to normal levels during regression.

In the involuting phase, there is decreasing endothelial proliferation, increasing
apoptosis, and the beginning of fibrofatty replacement of the hemangioma. The
net result is loss of volume of the tumor and increasing softness of the overlying

During the involuted phase, after regression is complete, all that remains are a few
tiny capillary-like feeding vessels and draining veins (some of which can be
abnormally large) surrounded by islands of fibrofatty tissue admixed with dense
collagen and reticular fibers. The endothelium lining these vessels is flat and
mature. Multilaminated basement membranes persist around the residual tiny
capillary-sized vessels.

In general, experts classify hemangiomas into three types: Capillary hemangioma,
consisting of a child's capillary hemangioma (nevus vasculosus, strawberry
nevus), pyogenic granuloma, and cherry-spot. Cavernosum hemangioma and
Mixed hemangiomas.
Clinical features of hemangioma vary according to the type. Capillary
hemangioma (strawberry nevus) appears as patches of bright red, tense and
lobular form, demarcated, which can occur at various places on the body. In
contrast to capillary hemangioma, the lesions in cavernosum hemangiomas are not
strictly defined, may be erythematous macules or red to purple nodes. When
pressed deflate and will quickly bulge again when released.

Hemangioma Kapiler Hemangioma kavernosum

Clinical features of mixed hemangiomas are a combination of capillary and

cavernous type. The lesion is a soft, bluish-red tumor that in its development can
give a picture of keratotik and verukosa. Most are found in the inferior extremity
and are usually unilateral.

Basically hemangioma is divided into two namely capillary hemangioma and

hemangioma cavernosum. Capillary hemangioma (superficial hemangioma)
occurs in the upper skin, whereas cavernosum hemangioma occurs in deeper skin,
usually in the dermis and subcutis. In some cases these two types of hemangiomas
can occur together or are called mixed hemangiomas.
1. Capillary hemangioma
a. Strawberry hemangioma (simplex hemangioma)
Capillary hemangioma is present at birth or a few days after birth. It is more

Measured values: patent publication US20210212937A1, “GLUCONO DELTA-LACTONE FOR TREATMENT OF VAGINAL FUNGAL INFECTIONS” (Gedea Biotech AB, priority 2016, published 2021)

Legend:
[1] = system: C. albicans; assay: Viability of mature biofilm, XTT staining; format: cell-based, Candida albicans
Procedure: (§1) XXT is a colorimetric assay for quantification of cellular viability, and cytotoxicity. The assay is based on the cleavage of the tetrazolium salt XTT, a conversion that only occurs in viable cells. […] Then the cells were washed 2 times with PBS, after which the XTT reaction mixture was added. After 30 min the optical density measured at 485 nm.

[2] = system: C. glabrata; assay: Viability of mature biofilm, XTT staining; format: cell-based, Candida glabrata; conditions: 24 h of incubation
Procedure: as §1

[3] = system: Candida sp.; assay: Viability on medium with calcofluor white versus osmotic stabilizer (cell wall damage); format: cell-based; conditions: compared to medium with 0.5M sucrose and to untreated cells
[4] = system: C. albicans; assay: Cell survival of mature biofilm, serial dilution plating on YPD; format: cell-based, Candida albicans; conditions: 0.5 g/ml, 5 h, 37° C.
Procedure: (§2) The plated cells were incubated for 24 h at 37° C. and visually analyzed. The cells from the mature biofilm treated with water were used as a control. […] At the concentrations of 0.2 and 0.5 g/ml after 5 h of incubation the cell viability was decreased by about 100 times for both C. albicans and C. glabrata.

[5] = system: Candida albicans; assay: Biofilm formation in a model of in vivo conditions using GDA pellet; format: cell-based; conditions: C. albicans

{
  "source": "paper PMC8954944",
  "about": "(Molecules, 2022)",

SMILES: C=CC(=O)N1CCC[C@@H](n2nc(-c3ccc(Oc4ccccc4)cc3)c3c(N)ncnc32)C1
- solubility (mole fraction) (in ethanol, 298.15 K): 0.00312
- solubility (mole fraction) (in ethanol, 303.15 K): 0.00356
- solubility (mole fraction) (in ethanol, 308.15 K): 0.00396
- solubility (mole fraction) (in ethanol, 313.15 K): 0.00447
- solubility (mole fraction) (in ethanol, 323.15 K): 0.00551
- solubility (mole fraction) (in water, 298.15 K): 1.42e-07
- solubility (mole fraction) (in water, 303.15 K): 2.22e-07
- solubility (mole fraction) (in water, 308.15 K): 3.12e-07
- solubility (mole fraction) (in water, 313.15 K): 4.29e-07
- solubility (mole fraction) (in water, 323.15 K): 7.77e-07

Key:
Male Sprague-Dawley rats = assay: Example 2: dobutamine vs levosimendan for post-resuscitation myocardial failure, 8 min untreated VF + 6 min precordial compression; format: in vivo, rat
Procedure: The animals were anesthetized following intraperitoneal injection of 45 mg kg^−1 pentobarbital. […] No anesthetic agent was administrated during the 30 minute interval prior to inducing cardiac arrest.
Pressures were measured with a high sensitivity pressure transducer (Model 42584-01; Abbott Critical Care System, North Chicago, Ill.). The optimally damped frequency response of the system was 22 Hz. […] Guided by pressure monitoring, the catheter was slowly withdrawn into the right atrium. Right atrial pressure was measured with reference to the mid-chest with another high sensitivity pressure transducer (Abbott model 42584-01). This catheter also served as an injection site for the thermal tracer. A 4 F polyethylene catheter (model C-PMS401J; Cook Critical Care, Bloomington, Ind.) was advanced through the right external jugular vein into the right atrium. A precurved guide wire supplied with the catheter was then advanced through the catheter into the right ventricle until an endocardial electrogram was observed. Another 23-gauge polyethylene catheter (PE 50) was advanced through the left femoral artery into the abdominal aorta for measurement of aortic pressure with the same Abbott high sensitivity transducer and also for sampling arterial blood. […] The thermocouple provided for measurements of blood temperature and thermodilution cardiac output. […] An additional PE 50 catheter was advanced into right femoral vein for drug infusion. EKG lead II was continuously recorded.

common in premature infants and will disappear within days or weeks (Hall,
2005). Looks as red spots are getting bigger and bigger. The color turns red, taut
and lobular, firmly bound, and hard on palpability. Spontaneous involution is
characterized by the colorfulness of color in the central region, the lesion
becoming less tense and more flat.
b. Pyogenic granuloma
This lesion results from frequent capillary proliferation following trauma, not by
inflammation, although often with secondary infection. Lesions are usually
solitary, can occur at any age, especially in children and most commonly in the
distal parts of the body that are often traumatized. First shaped erythematous
papules with rapid enlargement. Some lesions can reach a size of 1 cm and can be
stemmed, easily bleeding.

2. Hemangioma cavernosum
These lesions are not strictly defined, may be erythematous macules or red to
purple nodes. When pressed it will deflate and quickly swell again when released.
The lesion consists of a mature vascular element. The cavernous form seldom
involves spontaneous involution
Hemangioma cavernosum is sometimes present in deep tissue layers, in muscles
or internal organs.

3. Hemangioma Mixture
This type consists of a mixture of capillary type and cavernous type. The clinical
picture also consists of a description of both types. Mostly found in the inferior
extremity, usually unilateral, solitary, may occur from birth or childhood. The
lesion is a soft, bluish-red tumor which later on in its development can give a
picture of keratotik and verukosa.
The location of a mixed hemangioma in the superficial and deep skin layers, or
internal organs.

Clinically the diagnosis of hemangioma is not difficult, especially in typical
lesions. The general clinical picture is the presence of red spots arising from birth
or some time after birth, growth relatively quickly within weeks or months.
Although the pathogenesis of hemangiomas is still a theory that needs to be
proved more clearly, the clinical symptoms of hemangiomas that are consistent
with their growth in each phase are as follows.
a. Phase Proliferation
In the early stages of infantile hemangioma it looks like a pale area of the
skin, macula erythema, telangiectasia or ecchymosis spots. Hemangioma
grows rapidly during the first 6 - 8 months of infancy. If the tumor has

penetrated the superficial dermis, the skin becomes elevated, protruding,
and bright red. If the proliferating tumor is lower and subcutaneous, the
skin becomes slightly elevated and bluish in color.
b. Involution Phase
Hemangioma peaks before the age of one year, and after that growth is
proportional to the growth of children. The initial sign of the involution
phase is the loss of a bright red color that turns purple and is not bright, the
skin gradually blanches, an imperfect gray lining / coat is formed and the
tumor feels less tension. This phase continues until the child is 5-10 years
old. Usually the last color mark disappears at the age of 5-7 years.